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This question already has an answer here:

I use to think both are equal until I tried this:

$python
Python 2.7.13 (default, Dec 17 2016, 23:03:43)
[GCC 4.2.1 Compatible Apple LLVM 8.0.0 (clang-800.0.42.1)] on darwin
Type "help", "copyright", "credits" or "license" for more information.
>>> import Tkinter
>>> root=Tk()
Traceback (most recent call last):
  File "<stdin>", line 1, in <module>
NameError: name 'Tk' is not defined
>>> from Tkinter import *
>>> root=Tk()

So what's the core difference between these 2 kinds of import that import everything from a module?

Thanks.

marked as duplicate by Marco Bonelli, PM 2Ring python Apr 21 '17 at 8:43

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  • 2
    Although "star" imports are often used in Tkinter example code this is not a good practice. It dumps all those Tkinter names into your name space (175 names in Python 2, 135 names in Python 3). This creates needless clutter, and the potential for name collisions, especially if you star-import another module. It also makes the code harder to read because you have to remember which names are Tkinter names, rather than being able to see it explicitly. The preferred practice is to do import Tkinter as tk, then do stuff like root = tk.Tk(); button = tk.Button(root, ...). – PM 2Ring Apr 21 '17 at 8:50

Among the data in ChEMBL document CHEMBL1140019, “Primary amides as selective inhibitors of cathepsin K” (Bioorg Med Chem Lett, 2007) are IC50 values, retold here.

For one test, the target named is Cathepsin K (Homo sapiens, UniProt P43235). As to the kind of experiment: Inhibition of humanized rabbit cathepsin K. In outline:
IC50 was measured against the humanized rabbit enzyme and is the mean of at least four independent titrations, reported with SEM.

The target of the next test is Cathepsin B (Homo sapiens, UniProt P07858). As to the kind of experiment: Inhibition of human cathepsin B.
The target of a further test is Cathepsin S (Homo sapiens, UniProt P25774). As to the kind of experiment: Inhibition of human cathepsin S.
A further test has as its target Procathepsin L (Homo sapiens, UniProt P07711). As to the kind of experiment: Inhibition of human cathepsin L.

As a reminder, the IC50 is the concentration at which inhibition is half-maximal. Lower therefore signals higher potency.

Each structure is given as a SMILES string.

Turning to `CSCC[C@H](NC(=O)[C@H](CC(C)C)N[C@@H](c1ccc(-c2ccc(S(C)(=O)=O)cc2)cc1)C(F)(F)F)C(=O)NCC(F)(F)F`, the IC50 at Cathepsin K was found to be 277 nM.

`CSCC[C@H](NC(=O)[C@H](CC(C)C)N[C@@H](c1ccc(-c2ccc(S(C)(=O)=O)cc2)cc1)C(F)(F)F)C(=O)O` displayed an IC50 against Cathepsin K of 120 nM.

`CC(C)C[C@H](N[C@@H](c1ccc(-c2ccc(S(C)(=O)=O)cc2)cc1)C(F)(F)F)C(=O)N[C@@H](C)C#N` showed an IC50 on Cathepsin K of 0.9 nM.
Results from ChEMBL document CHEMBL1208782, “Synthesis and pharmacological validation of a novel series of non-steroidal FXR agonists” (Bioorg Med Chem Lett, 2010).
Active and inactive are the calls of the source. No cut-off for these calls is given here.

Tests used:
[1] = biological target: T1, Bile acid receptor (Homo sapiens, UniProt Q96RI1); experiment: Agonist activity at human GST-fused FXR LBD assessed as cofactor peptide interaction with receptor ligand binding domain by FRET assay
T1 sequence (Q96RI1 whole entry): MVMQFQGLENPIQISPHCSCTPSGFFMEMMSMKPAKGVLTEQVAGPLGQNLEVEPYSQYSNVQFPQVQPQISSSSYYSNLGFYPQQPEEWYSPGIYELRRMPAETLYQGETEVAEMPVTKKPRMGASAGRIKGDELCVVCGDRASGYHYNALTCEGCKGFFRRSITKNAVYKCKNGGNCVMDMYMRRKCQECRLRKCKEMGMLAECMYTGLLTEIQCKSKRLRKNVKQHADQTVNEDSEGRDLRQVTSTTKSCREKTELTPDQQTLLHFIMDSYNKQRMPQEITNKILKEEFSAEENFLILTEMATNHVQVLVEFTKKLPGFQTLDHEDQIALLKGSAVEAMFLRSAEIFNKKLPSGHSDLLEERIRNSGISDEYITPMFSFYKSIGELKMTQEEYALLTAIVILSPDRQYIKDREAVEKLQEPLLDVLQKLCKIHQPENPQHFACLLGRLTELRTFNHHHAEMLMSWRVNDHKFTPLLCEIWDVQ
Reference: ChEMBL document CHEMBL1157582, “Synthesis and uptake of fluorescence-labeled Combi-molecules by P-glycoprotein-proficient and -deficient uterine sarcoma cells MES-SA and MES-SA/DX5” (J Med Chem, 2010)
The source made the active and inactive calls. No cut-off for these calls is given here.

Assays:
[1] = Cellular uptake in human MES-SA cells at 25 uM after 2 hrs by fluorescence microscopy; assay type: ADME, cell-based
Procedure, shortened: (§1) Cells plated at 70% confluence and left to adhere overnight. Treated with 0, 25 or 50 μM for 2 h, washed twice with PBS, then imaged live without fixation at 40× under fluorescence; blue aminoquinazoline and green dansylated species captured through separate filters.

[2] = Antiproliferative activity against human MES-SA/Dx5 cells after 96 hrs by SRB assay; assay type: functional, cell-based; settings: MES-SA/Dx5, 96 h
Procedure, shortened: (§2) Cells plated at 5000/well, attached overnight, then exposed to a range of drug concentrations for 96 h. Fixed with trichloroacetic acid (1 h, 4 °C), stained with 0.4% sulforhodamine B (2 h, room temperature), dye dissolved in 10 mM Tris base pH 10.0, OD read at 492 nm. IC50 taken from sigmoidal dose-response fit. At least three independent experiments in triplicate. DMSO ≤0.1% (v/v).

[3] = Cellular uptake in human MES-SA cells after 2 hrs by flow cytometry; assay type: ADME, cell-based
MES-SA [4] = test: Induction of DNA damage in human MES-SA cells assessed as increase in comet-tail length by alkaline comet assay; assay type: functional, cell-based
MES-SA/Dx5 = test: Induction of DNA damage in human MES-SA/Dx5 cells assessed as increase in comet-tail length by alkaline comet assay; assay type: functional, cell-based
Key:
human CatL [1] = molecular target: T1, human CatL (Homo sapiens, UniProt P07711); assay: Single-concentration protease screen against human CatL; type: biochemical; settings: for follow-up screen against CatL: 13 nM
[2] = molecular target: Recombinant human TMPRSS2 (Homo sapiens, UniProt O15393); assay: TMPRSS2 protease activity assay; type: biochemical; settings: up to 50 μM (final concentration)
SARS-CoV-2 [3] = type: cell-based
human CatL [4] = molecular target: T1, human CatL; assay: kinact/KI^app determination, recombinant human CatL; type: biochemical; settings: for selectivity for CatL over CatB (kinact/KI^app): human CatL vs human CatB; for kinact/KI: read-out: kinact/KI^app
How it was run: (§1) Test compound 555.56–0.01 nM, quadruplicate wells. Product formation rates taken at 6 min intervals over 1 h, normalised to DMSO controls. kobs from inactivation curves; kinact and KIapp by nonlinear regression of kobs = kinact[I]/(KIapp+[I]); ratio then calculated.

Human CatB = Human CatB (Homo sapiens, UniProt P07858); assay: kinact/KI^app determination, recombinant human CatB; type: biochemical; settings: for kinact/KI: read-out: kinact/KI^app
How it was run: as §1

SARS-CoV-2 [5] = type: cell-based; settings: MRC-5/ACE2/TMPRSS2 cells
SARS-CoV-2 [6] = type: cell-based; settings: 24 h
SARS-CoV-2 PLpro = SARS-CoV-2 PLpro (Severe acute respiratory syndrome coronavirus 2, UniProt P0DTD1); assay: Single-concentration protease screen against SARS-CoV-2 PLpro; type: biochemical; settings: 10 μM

• Note that all forms of import always import (and execute) the entire module, the difference lies in which names they make available in the importing module. – PM 2Ring Apr 21 '17 at 9:00
1

when you import x , it binds the name x to x object , It doesn't give you the direct access to any object that is your module, If you want access any object you need to specify like this

x.myfunction()

On the other side when you import using from x import * , It brings all the functionalities into your module, so instead of x.myfunction() you can access it directly

myfunction ()

for example lets suppose we have module example.py

def myfunction ():
    print "foo"

Now we have the main script main.py , which make use of this module .

if you use simple import then you need to call myfunction() like this

import example

example.myfucntion()

if you use from, you dont need to use module name to refer function , you can call directly like this

from example import myfunction

myfunction()
  • 1
    You make it sound like using star imports in a normal user script is a good thing. It is not. Star imports are handy for quick experiments in the interactive shell, but they should not be used in normal scripts. There is a legitimate use for star import: it's useful for unifying the names from multiple modules in a package to make them behave as if they were all defined in one module, but it's rarely a good idea for user code to do that, that's the job of the package writer. – PM 2Ring Apr 21 '17 at 8:58
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